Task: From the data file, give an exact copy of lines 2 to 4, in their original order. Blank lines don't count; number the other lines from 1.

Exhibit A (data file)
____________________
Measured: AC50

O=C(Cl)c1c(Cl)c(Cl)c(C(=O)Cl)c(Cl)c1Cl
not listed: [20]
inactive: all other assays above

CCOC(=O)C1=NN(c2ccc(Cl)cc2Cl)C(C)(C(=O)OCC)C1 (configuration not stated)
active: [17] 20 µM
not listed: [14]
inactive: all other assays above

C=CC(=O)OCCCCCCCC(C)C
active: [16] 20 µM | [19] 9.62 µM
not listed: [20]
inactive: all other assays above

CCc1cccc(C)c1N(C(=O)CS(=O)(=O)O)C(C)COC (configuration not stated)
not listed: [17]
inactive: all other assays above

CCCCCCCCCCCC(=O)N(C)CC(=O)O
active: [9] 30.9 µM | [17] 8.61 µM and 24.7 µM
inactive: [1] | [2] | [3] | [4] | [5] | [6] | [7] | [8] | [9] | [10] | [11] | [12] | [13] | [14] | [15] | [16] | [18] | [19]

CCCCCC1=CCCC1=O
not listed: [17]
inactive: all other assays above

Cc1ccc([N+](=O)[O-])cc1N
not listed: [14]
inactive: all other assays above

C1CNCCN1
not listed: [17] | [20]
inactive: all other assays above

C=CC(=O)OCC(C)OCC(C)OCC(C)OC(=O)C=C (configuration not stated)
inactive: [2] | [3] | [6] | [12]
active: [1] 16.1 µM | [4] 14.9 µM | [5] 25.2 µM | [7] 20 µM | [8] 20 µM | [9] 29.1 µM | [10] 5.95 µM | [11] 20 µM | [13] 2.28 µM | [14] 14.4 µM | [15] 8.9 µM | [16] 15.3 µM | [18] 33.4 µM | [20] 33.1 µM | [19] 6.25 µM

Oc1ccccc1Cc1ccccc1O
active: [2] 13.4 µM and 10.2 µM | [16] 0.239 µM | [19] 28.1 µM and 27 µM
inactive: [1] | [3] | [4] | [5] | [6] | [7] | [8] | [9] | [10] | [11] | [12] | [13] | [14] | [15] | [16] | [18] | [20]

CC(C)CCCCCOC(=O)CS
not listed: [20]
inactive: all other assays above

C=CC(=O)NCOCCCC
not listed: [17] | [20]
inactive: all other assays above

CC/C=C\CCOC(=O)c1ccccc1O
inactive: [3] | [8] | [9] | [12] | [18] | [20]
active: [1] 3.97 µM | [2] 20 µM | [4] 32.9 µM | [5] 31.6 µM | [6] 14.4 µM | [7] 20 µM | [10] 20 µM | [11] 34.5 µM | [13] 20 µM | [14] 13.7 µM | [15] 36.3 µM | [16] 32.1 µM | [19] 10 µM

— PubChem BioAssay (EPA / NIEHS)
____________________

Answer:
O=C(Cl)c1c(Cl)c(Cl)c(C(=O)Cl)c(Cl)c1Cl
not listed: [20]
inactive: all other assays above